How to Set Up a Successful LinkedIn Campaign

It might not have the user-base of Facebook or the demographics of Instagram, but LinkedIn is a hugely powerful marketing platform that often gets overlooked. In fact, certain metrics would suggest that the business-focused social network is able to bring in leads for advertisers at a rate that you won’t find anywhere else.

Whether you’re in B2B sales, recruiting, or any other industry that is career-focused, LinkedIn needs to be part of your overall strategy. In this article I’ll lay out the reason why, and provide a roadmap to help you put together a cost-efficient, highly-effective campaign.

 

Understand LinkedIn’s Strengths

If reach or “brand awareness” are your main considerations, there might better options available than LinkedIn. If getting high-quality leads is your focus, then you’ve come to the right place.

Per data company Insane Growth, LinkedIn leads convert at nearly 3x the rate when compared to Facebook and Twitter. How is it that much higher than the other platforms? To give the short answer, it’s because LinkedIn allows you to directly reach decision-makers in a way that you can’t on, for example, Instagram.

Businesses have different needs, and there isn’t one social media platform that works best for everyone. If your advertising strategy has a major focus on quality over quantity, LinkedIn is the way to go.

 

Trending in the Right Direction

As all social media marketers know (or should know), it’s not only important to understand the best way to advertise today, it’s crucial to see where things are heading. The latest numbers from LinkedIn show that the platform is consistently seeing lower CPCs (cost-per-click) and higher CTRs (click-through-rate) each quarter.

When compared to some of the bigger players, LinkedIn is still behind in terms of these metrics, but there’s a bigger picture to see. Aside from Facebook, LinkedIn is producing the second-lowest cost-per-lead. For context, LinkedIn’s $41.66 cost-per-lead is nearly half that of Google ads, which is hovering around $83 per lead.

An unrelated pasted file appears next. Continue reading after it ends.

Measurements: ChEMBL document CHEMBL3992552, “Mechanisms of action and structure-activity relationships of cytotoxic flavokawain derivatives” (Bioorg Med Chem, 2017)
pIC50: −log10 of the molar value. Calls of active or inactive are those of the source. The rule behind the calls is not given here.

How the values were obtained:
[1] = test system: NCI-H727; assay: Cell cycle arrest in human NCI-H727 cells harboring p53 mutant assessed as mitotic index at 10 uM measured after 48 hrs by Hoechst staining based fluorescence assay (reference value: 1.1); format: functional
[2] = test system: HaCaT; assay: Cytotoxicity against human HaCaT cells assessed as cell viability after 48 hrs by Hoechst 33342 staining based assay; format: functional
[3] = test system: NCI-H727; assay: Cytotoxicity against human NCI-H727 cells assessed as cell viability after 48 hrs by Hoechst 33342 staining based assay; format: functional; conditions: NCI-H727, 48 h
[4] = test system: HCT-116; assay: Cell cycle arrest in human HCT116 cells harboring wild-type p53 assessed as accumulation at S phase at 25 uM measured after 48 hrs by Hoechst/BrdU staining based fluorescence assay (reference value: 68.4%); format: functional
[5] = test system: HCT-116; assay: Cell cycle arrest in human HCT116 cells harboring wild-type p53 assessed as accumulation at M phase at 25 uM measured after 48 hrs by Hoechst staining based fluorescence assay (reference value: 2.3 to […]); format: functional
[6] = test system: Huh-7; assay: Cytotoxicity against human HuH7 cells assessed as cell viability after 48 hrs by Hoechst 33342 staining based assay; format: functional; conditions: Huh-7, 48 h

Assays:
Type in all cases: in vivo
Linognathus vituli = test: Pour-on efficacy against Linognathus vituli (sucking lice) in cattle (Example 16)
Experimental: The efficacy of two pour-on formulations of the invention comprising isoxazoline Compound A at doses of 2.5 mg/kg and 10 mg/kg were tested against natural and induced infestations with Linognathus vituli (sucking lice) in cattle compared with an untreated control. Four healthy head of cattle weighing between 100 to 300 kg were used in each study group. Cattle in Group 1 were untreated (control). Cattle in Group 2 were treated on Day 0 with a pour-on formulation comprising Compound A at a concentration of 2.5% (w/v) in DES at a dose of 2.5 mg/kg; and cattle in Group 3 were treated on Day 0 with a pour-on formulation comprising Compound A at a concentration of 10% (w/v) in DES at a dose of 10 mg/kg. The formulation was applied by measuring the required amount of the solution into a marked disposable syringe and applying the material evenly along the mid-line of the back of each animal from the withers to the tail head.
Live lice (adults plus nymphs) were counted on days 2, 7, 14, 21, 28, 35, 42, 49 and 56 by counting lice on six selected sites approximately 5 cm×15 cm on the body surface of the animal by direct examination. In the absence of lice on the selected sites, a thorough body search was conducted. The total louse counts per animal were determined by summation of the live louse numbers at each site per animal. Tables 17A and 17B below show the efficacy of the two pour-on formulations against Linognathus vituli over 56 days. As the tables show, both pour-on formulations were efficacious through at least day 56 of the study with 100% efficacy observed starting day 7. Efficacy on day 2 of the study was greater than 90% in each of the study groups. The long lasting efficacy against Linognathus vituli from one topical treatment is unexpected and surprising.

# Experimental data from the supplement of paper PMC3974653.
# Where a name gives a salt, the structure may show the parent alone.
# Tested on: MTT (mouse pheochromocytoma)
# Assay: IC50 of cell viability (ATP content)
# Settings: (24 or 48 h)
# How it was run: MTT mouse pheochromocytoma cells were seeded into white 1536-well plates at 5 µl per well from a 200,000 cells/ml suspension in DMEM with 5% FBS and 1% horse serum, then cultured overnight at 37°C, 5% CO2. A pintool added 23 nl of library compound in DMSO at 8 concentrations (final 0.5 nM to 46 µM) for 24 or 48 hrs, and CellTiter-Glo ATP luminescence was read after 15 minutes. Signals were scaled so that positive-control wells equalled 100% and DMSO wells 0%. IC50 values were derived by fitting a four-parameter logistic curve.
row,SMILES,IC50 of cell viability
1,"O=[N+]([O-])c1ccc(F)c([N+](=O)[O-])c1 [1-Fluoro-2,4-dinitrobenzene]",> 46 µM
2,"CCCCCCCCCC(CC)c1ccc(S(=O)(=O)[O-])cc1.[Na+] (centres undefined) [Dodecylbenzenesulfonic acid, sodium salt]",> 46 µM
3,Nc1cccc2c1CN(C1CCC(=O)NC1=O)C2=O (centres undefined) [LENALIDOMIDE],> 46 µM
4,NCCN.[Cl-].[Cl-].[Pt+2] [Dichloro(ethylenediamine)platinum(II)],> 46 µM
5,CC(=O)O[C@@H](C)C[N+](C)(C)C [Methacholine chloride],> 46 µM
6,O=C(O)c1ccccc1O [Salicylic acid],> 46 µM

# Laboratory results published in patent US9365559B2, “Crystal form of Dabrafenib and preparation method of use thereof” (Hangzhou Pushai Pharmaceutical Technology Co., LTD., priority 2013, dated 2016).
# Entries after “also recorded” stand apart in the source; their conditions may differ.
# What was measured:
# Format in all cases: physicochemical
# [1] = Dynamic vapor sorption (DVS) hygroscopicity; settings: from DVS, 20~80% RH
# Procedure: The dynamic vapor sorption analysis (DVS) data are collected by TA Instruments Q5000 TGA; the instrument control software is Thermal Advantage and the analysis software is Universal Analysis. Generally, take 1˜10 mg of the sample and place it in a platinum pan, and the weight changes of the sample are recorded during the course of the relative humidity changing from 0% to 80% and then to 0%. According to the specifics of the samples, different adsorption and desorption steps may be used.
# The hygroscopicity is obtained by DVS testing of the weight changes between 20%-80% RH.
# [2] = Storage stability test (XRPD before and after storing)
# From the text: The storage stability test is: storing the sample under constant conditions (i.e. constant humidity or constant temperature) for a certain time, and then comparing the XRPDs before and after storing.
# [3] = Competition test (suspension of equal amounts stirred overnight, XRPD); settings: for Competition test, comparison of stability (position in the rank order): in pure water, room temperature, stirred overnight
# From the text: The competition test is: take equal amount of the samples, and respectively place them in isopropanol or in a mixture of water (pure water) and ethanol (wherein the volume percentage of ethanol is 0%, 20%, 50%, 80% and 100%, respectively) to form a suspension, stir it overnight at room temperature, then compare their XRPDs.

Industry professionals are starting to take notice of these trends. From 2018 to 2019, 89% of marketers said that they planned to either increase their overall spend on LinkedIn or spend about the same (42% and 47% respectively).

One final number to consider is that 92% of B2B marketers are including LinkedIn as part of their strategy moving forward. This makes it the leading social network for B2B advertisers across all platforms.

 

Setting Up Your Ads

Now that you understand the potential that LinkedIn can have for businesses, the next step is to use your knowledge by putting a plan into action! I’ll lay out a step-by-step instructional guide that can help you get an ad up and running today.

Keep in mind that LinkedIn ads undergo a learning process that means it could take a little bit of a time before results start to become evident. The sooner you get started, the sooner leads will start coming in.

 

1.      Select an Objective

Upon logging in and selecting to create a new campaign, you’ll be asked to select an objective. These are split into three categories: Awareness (stage one of the customer journey), Consideration (stage two), and what LinkedIn calls “Decision” or what we’ll call Conversions (stage three).